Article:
Negar Ahkami (Iranian), who was born in Baltimore, uses her paintings to explore her identity. Her work includes references to Persian culture, both historic and contemporary. Often set in a pictorial sea, her mosques melt into the sea, and her human figures are small in the immensity of the sea that becomes a metaphor for the shifting culture that occurs in the transnationalism that exists today.
Shirin Neshat (Iranian) who was born in Iran and educated in California, uses her photographs, videos, and films to make feminist statements about the status of women in her native Iran.
Lalia Shawa (Palestinian) comments on Arab culture in a series of paintings. They respond to the building of Dubai, which on first glance look like contemporary versions of Arab decorative patterns. Further examination of elements such as jagged abstract shapes shows her work is a critique of the construction of Dubai as an artificial city that has no roots in Arab culture.
Complete list of core artists:
Shiva Ahmadi, Iranian
Negar Ahkami, Iranian
Jananne Al-Ani, Iraqi
Ghada Amer and Reza Farkhondeh, Egyptian and Iranian
Fatima Al Qadiri, Kuwaiti
Monira Al Qadiri, Kuwaiti
Zeina Barakeh, Lebanese
Ofri Cnaani, Israeli
Nezaket Ekici, Turkish
Diana El Jeiroudi, Syrian
Parastou Forouhar, Iranian
Ayana Friedman, Israeli
Shadi Ghadirian, Iranian
Mona Hatoum, Palestinian
Hayv Kahraman, Iraqi
Efrat Kedem, Israeli
Sigalit Landau, Israeli
Ariane Littman, Israeli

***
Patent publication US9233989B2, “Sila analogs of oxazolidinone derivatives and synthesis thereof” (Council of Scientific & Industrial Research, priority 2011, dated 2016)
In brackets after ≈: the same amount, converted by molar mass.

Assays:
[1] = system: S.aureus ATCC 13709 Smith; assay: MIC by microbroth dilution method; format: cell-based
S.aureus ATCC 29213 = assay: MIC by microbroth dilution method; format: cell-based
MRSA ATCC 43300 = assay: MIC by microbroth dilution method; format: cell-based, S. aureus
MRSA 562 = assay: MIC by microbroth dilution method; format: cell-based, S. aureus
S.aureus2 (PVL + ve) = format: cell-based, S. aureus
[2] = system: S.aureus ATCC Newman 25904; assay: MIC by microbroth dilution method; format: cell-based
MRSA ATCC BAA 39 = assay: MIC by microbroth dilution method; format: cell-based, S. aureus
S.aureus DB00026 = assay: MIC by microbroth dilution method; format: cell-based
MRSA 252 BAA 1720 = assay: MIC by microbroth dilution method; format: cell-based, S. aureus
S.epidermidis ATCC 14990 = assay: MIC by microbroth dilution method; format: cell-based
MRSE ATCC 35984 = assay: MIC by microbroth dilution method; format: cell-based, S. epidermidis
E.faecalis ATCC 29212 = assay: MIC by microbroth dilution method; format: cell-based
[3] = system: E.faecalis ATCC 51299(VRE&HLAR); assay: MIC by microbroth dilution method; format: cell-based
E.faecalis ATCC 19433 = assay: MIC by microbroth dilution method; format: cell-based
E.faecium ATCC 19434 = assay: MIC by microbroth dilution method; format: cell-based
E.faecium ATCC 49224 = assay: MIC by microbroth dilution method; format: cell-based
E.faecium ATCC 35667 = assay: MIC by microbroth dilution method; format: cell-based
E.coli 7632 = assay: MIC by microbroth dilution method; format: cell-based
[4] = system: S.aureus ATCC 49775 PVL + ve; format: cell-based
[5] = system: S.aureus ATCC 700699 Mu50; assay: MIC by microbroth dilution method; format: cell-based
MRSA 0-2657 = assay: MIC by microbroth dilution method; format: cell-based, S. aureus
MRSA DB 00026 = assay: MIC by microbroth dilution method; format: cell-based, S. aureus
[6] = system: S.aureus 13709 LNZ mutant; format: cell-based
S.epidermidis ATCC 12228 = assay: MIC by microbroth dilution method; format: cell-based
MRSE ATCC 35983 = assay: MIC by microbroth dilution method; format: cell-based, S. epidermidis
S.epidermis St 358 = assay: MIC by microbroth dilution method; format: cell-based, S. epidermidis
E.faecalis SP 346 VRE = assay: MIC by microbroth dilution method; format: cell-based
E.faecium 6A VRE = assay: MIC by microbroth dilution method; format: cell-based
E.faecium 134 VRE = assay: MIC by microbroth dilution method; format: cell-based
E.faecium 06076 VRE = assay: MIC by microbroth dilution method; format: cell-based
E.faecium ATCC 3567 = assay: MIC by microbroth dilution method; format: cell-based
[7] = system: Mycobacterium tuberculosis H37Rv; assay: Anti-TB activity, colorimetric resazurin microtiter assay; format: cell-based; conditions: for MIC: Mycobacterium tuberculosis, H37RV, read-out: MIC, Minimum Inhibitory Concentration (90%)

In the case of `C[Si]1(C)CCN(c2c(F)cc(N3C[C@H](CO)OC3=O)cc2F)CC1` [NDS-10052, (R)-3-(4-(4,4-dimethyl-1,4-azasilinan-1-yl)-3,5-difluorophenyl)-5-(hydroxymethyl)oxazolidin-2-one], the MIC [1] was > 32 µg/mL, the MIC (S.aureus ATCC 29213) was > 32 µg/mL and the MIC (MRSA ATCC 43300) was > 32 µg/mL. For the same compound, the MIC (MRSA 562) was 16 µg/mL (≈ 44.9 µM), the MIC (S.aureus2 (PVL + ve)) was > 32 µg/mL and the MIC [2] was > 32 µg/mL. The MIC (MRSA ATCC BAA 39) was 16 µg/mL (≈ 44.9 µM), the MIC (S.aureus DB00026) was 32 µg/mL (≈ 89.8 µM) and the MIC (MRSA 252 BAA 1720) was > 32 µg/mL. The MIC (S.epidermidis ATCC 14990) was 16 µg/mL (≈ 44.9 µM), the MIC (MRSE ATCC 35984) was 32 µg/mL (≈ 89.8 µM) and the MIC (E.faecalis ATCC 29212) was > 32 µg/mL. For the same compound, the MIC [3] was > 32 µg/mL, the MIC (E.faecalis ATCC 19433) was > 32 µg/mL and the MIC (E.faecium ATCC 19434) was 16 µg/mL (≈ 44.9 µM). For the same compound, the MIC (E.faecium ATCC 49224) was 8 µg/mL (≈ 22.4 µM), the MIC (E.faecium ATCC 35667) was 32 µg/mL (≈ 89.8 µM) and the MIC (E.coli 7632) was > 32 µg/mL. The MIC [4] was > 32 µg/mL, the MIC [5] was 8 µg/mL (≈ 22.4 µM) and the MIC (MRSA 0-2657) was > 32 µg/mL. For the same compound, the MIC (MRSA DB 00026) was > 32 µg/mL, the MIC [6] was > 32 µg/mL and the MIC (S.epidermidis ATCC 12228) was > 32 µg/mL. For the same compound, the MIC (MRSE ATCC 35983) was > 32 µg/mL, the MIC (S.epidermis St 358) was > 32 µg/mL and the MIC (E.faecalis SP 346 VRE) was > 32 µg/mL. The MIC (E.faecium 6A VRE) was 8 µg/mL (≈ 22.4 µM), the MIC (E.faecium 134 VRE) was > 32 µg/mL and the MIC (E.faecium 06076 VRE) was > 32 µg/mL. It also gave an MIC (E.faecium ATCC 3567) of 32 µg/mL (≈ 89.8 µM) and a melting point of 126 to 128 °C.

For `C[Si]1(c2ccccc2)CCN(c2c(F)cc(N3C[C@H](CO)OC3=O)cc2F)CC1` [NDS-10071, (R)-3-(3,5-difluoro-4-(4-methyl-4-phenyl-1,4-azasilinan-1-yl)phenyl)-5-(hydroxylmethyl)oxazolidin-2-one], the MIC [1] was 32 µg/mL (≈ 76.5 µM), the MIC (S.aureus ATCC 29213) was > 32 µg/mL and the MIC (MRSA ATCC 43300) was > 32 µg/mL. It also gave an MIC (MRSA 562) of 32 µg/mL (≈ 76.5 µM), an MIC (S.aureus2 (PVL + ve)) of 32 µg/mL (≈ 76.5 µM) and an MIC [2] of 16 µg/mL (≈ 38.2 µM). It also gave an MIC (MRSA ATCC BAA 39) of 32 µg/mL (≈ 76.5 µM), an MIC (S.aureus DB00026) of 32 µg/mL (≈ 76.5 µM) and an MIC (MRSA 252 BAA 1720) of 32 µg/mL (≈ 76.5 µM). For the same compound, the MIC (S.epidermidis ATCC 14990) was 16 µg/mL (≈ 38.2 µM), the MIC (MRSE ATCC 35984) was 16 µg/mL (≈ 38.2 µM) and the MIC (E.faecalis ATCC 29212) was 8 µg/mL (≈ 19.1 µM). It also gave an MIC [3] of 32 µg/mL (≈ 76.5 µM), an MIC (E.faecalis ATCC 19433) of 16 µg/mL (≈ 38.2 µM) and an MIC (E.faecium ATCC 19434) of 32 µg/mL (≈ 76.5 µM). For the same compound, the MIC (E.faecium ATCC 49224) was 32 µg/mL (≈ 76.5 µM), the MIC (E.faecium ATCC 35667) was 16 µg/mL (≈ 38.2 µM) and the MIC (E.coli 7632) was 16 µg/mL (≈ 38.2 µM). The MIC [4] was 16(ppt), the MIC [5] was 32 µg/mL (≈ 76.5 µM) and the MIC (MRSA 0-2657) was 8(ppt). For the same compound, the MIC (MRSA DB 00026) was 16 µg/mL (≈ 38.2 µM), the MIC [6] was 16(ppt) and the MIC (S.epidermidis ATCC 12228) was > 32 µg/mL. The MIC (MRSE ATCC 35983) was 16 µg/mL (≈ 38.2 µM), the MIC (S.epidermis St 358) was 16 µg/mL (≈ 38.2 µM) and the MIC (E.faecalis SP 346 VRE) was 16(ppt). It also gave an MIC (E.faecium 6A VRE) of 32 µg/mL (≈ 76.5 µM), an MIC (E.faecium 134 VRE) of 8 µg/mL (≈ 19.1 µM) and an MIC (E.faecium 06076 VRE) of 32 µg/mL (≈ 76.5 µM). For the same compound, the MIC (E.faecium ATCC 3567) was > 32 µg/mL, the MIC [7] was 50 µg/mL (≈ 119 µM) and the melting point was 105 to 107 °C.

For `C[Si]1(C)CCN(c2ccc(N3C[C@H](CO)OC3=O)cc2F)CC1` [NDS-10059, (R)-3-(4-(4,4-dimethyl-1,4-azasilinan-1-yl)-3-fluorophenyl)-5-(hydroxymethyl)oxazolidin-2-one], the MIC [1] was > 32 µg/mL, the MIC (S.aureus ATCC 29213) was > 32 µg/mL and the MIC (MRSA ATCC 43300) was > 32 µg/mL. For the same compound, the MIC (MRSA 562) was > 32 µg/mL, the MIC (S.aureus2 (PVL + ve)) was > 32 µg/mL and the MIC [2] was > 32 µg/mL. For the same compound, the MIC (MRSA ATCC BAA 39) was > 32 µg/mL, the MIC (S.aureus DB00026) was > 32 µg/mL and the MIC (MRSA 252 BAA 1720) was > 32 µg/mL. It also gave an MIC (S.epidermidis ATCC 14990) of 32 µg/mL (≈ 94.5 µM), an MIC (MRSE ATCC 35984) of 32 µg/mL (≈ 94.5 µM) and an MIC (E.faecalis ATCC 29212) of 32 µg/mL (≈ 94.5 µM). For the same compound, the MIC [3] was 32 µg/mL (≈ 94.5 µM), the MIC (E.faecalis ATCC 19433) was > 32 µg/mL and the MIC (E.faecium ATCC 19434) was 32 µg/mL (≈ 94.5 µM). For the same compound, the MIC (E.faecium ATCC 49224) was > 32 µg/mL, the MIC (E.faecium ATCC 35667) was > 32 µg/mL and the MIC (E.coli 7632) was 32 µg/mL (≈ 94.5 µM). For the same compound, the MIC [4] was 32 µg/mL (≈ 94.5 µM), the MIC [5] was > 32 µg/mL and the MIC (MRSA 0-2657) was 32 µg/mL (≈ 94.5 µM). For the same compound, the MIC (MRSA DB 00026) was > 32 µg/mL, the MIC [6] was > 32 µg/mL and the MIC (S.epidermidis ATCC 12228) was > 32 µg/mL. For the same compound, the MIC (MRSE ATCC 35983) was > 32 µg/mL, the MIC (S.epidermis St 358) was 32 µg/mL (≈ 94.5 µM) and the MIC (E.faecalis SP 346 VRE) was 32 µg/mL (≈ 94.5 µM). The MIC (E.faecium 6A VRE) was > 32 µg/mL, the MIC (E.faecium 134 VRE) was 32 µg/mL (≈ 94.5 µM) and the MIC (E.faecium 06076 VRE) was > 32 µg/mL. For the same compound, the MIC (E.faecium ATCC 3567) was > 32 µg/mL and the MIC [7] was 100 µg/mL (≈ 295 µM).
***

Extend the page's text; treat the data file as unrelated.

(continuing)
Shirin Neshat, Iranian
Ebru Özseçen, Turkish
Laila Shawa, Palestinian
Shahzia Sikander, Pakistani
Fatimah Tuggar, Nigerian
Nil Yalter, Turkish
The venues for the main exhibitions are: Princeton University Art Museum and Princeton University’s Bernstein Gallery at the Woodrow Wilson School; The Arts Council of Princeton’s Paul Robeson Center for the Arts; and Rutgers’s Mason Gross Galleries and Mary H. Dana Women Artists Series Galleries.
The Fertile Crescent’s rich array of programming comprises over twelve art exhibitions, and thirty events that include artist conversations, a symposium, panel discussions, film screenings, an Art Walk, readings, performances, and lectures. The inaugural symposium on Sunday, September 9 will be moderated by Alison Bernstein, former vice president, The Ford Foundation, and now the director of the Institute for Women’s Leadership at Rutgers and will include artists and scholars. A highlight will be Margot Badran, who has been living in Cairo, and will be presenting the work of artists after the Arab Spring. This is the first time this material will be presented in the United States. The first exhibit kicks off on August 13 at the Mason Gross Galleries with a group show of seven artists and will be on view through Sunday, September 9.